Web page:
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In a move towards self-sufficiency, almost 70 percent of freshwater fish demand in the east is now being met by local fisheries.

There are 125 fisheries and two large fishery cooperatives in three gewogs of Samdrupjongkhar that cater to demand in the east.

Some maybe disappointed that Bhutanese are mass farming fish for consumption. This is understandable given our culture of compassion for all sentient beings. We must respect their concerns and opinion.

However, as long as an equally viable alternative is not offered to satiate the demand for freshwater fish, or for that matter, other meats, we cannot also expect those who maybe facing unemployment or poverty to give up what is a lucrative occupation.

In fact, a fishery requires comparatively lower investment than similar businesses and is highly profitable. The income from a fishery is also constant which means that supply of fish is consistent.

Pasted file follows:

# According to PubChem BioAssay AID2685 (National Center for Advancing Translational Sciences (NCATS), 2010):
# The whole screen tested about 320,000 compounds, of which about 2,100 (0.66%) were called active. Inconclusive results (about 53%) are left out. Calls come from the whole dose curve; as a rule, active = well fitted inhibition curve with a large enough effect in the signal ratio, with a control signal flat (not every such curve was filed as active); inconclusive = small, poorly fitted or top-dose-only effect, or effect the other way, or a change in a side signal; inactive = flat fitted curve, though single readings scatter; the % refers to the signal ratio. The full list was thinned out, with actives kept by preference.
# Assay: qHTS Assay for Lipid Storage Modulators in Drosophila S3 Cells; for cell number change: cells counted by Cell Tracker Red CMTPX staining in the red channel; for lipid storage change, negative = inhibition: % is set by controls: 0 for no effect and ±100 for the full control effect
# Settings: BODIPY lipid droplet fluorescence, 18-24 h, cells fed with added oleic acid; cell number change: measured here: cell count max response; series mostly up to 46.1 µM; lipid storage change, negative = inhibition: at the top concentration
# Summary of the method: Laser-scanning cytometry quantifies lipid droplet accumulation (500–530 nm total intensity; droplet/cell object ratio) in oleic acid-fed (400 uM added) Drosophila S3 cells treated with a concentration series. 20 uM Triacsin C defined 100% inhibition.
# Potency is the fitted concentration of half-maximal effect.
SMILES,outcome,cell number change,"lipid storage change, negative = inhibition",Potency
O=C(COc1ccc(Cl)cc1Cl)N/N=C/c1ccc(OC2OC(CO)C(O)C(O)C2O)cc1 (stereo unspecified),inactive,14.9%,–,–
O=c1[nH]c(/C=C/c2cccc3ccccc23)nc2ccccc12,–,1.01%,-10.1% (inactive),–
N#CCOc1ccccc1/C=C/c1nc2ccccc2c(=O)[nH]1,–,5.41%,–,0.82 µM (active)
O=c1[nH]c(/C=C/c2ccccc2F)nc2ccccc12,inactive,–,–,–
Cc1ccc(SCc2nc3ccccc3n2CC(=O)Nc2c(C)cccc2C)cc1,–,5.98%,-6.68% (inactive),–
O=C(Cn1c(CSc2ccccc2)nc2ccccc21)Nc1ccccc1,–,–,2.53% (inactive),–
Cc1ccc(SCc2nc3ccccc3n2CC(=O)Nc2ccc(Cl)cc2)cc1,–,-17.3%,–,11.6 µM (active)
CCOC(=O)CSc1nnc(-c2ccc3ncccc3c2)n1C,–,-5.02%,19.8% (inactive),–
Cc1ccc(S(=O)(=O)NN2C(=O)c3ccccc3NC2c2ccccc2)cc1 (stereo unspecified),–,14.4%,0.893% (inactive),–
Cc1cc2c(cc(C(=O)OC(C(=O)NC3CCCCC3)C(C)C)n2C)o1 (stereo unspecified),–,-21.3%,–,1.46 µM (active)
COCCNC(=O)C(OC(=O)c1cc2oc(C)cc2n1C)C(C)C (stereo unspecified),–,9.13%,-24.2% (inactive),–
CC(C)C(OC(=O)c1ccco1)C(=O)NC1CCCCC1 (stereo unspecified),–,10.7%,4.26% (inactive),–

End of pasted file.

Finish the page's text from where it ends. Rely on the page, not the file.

This means that we can depend on a steady supply of an important food source rich in omega-3 oils to continue addressing nutrition challenges.

We also reduce import and dependency in an important food category and create employment.

There are areas of concerns with mass fish farming though. The large number of fish being farmed in ponds could lead to overcrowding given limited space to host ponds in Bhutan. It is important that relevant agencies ensure that the living conditions for the fish are not inhumane.

There is also a risk of environmental pollution and disease, risking fish in the wild. Relevant agencies must ensure rules are strictly enforced and adhered to so that these risks are reduced.

Despite the misgivings, fish farming is an industry that needs to receive the required support. It will help the country achieve self-sufficiency. As the saying goes: “Give a man a fish and you feed him for a day; teach a man to fish and you feed him for a lifetime.”

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